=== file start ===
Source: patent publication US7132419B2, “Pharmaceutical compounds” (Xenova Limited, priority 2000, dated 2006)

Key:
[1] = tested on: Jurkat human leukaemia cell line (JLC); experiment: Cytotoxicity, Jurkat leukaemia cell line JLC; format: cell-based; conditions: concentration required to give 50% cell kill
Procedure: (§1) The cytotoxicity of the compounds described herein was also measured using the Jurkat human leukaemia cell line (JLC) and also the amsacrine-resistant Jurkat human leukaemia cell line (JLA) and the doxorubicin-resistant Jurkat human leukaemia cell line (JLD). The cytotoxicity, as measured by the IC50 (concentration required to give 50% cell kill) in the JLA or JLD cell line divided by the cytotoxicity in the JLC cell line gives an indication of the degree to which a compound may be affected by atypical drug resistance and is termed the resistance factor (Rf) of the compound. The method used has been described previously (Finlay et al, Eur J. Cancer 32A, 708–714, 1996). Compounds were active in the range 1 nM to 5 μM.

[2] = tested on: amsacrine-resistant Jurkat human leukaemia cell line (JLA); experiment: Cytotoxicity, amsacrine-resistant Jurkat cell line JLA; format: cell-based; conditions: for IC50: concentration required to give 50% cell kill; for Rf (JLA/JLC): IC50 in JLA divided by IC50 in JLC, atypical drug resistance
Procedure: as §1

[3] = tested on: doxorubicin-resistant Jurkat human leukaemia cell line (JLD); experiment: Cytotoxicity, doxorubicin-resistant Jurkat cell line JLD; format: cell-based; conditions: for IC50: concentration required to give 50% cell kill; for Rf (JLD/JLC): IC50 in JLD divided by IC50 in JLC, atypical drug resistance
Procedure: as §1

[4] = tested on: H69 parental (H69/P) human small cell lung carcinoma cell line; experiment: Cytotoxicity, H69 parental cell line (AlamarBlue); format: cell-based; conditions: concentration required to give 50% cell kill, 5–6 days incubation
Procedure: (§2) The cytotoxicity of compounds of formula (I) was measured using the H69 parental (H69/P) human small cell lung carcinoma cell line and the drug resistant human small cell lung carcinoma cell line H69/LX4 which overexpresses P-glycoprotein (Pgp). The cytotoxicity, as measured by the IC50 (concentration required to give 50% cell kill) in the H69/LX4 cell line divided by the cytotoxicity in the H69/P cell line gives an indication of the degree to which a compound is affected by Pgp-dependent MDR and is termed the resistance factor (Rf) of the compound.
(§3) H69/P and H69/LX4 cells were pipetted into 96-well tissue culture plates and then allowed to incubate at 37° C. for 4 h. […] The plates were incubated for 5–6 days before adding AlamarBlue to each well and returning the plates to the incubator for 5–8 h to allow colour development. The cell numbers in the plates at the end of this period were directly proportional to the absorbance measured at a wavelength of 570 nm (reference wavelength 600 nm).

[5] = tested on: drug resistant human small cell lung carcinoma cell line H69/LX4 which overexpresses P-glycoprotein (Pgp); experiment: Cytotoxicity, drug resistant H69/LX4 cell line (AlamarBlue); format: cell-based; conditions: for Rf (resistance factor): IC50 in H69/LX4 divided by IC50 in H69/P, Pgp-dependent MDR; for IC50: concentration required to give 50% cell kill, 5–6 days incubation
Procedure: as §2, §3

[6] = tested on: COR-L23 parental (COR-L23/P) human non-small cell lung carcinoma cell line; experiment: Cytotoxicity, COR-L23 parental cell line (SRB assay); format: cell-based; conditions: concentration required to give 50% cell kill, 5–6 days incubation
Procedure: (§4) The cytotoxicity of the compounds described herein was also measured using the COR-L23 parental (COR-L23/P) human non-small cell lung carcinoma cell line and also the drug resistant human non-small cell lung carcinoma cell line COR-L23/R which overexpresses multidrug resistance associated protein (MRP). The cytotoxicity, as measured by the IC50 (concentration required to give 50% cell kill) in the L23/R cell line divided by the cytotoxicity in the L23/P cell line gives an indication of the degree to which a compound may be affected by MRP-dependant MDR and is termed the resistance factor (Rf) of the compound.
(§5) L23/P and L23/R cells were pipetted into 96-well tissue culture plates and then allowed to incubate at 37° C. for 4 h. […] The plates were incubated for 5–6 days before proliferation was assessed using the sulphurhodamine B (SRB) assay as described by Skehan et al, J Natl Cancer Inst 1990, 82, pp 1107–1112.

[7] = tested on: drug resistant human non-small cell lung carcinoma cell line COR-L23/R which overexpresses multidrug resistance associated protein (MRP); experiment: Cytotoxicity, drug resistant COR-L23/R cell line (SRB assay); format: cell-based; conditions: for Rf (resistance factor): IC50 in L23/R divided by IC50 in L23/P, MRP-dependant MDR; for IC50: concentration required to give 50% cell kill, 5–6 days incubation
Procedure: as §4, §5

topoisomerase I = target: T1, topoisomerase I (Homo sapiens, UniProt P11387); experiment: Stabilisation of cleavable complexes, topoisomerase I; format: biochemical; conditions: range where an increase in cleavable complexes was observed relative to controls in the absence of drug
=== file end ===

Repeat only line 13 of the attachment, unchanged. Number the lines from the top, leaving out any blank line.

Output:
Procedure: as §2, §3